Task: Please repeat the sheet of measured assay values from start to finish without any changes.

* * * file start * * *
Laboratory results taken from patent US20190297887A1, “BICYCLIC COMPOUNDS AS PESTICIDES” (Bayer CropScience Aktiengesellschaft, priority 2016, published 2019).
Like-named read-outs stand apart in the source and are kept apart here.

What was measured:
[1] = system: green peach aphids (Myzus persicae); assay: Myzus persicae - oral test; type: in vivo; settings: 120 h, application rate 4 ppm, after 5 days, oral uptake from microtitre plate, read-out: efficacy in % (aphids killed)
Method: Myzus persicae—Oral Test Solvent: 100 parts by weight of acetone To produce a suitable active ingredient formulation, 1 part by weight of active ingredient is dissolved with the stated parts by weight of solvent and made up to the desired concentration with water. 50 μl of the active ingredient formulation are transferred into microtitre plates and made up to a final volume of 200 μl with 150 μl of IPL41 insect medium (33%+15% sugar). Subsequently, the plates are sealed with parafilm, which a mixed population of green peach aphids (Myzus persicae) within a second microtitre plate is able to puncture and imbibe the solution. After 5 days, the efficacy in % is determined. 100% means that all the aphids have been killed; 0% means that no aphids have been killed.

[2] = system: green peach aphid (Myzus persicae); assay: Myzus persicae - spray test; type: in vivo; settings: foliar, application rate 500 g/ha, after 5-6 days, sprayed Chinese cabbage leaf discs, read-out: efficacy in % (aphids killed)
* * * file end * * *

Laboratory results taken from patent US20190297887A1, “BICYCLIC COMPOUNDS AS PESTICIDES” (Bayer CropScience Aktiengesellschaft, priority 2016, published 2019).
Like-named read-outs stand apart in the source and are kept apart here.

What was measured:
[1] = system: green peach aphids (Myzus persicae); assay: Myzus persicae - oral test; type: in vivo; settings: 120 h, application rate 4 ppm, after 5 days, oral uptake from microtitre plate, read-out: efficacy in % (aphids killed)
Method: Myzus persicae—Oral Test Solvent: 100 parts by weight of acetone To produce a suitable active ingredient formulation, 1 part by weight of active ingredient is dissolved with the stated parts by weight of solvent and made up to the desired concentration with water. 50 μl of the active ingredient formulation are transferred into microtitre plates and made up to a final volume of 200 μl with 150 μl of IPL41 insect medium (33%+15% sugar). Subsequently, the plates are sealed with parafilm, which a mixed population of green peach aphids (Myzus persicae) within a second microtitre plate is able to puncture and imbibe the solution. After 5 days, the efficacy in % is determined. 100% means that all the aphids have been killed; 0% means that no aphids have been killed.

[2] = system: green peach aphid (Myzus persicae); assay: Myzus persicae - spray test; type: in vivo; settings: foliar, application rate 500 g/ha, after 5-6 days, sprayed Chinese cabbage leaf discs, read-out: efficacy in % (aphids killed)